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We all have times when we struggle to focus. Often it’s when we’re tackling hard, energy-intense tasks: perhaps while studying in college or writing a report at work. A lack of focus often leads to procrastination and a poor-quality end result – and a lot of frustration along the way.
So how can you overcome your tendency to get distracted, to procrastinate, or to slack off? Here are three simple steps that will make a massive difference to your ability to focus – even on the toughest of tasks.
Step 1: Minimizing Introductions
One of the biggest focus-killers is other people. It might be a ringing phone, a colleague or friend dropping by for a chat, or a crying child – whatever the cause, the result is the same: your focus on the task at hand is instantly gone.
If you’re engaged in a high-energy task like writing, it can take ten to fifteen minutes to get back into your flow after an interruption.
So, the first step to gaining focus is to make sure that you’ve minimized the chances of being interrupted. That means closing the office door, turning off your phone, and letting anyone nearby know that you should only be disturbed in an emergency.
Step 2: Shutting off Distractions
Even when you’ve gotten rid of interruptions from other people, you’re likely to have other distractions going on that sap your ability to focus. One of the biggest distractions for most of us is email: seeing a new message arrive in your inbox can create an almost irresistible urge to open it.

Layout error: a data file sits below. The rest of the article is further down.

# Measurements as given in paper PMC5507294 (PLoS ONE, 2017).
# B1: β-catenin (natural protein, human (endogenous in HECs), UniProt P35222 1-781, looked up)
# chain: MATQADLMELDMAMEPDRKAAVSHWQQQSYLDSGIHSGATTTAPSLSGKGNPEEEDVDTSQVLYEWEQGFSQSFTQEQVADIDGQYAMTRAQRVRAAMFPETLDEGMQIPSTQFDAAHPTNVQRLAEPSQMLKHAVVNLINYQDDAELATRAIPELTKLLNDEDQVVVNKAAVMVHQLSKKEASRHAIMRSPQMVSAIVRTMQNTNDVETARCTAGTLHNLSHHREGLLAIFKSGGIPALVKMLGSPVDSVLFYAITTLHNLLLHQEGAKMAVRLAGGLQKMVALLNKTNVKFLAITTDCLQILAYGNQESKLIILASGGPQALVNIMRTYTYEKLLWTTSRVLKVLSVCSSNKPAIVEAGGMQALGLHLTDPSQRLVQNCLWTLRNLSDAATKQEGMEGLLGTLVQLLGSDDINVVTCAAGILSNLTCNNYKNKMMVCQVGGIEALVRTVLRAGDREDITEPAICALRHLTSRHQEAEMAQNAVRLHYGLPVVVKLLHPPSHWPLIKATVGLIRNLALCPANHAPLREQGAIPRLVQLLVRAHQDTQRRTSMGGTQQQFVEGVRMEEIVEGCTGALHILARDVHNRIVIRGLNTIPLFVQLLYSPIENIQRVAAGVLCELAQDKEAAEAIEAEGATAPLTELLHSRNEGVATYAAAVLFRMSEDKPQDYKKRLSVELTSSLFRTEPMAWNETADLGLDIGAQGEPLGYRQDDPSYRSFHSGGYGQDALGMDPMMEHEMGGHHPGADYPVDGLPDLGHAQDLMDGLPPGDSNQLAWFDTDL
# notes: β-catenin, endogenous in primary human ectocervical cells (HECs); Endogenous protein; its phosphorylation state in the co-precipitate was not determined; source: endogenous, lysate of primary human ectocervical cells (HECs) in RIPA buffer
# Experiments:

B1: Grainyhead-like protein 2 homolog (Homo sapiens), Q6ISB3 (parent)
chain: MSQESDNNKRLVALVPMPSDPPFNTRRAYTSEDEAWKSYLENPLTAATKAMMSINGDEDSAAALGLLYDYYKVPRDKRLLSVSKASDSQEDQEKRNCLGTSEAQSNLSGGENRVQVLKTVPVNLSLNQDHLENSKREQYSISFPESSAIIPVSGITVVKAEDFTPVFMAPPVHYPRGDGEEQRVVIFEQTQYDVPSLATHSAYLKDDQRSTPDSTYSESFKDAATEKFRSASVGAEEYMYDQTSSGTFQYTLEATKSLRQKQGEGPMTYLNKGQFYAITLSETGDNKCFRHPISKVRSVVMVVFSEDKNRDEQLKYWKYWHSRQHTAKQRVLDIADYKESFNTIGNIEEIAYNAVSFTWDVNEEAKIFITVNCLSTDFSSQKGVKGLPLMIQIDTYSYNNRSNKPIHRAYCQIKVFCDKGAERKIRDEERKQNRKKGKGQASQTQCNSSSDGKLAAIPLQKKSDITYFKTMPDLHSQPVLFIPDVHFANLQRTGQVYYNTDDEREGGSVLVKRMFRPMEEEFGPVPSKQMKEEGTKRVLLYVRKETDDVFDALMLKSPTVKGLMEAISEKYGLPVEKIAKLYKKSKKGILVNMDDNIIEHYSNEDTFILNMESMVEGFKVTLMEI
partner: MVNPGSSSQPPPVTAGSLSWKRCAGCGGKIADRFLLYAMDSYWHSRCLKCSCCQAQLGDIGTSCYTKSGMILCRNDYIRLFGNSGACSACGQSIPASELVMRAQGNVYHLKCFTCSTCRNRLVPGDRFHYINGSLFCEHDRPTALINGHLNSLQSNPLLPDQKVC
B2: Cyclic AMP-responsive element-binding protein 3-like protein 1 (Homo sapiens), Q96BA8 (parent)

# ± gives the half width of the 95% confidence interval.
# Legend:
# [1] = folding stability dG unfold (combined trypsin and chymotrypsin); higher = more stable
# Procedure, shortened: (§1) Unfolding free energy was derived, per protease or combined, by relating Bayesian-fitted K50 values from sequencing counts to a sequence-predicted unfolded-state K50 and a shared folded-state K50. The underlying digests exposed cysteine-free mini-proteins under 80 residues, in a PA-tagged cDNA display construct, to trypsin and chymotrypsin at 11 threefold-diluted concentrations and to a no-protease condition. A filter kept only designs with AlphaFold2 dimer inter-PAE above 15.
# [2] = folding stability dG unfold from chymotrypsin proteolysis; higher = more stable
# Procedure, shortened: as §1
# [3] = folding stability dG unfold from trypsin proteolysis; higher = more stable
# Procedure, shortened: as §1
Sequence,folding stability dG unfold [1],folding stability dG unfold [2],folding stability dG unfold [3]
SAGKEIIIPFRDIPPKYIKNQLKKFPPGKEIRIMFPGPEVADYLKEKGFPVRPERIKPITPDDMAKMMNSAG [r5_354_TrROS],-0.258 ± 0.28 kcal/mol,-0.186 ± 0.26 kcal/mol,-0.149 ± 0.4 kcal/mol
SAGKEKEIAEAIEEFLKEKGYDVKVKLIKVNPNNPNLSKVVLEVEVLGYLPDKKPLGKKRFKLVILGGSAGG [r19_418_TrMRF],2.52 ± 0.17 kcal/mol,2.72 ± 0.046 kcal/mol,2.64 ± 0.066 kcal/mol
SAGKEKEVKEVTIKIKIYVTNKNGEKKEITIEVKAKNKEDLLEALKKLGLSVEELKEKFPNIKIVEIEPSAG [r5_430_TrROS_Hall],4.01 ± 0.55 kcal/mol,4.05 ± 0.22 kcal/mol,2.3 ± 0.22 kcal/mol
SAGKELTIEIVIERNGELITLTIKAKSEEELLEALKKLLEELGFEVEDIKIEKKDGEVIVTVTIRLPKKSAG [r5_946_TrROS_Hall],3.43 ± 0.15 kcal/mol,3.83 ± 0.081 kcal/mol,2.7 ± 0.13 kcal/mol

Other common sources of distraction include instant messaging programs, social media websites, and the internet in general! If you find that you’re frequently wandering off-task to surf the net, try switching off your internet connection – or use a full screen program such as Dark Room to draft that report or article.
Step 3: Set a Time Limit
The final step to achieving complete focus is to give yourself a time limit. Have you ever noticed how fast you can work at 4pm on Friday when you’ve got a task that needs to be done by the weekend? There’s an adage that work expands to fill the time available – the flip side of this is that you can often squeeze work into a smaller amount of time than you think.
A time limit of thirty minutes often works well. Set a timer, and tell yourself that you’re going to work on this task and this task alone until that thirty minutes has gone by.
There you have it – three simple but powerful steps to improve your focus and help you make faster progress towards your goals!
About the Author
Ali Hale is a postgraduate student of Creative & Life Writing, and a freelance writer working for several large blogs. She also runs her own blog, Aliventures, writing regular, in-depth articles that help you get the most from life.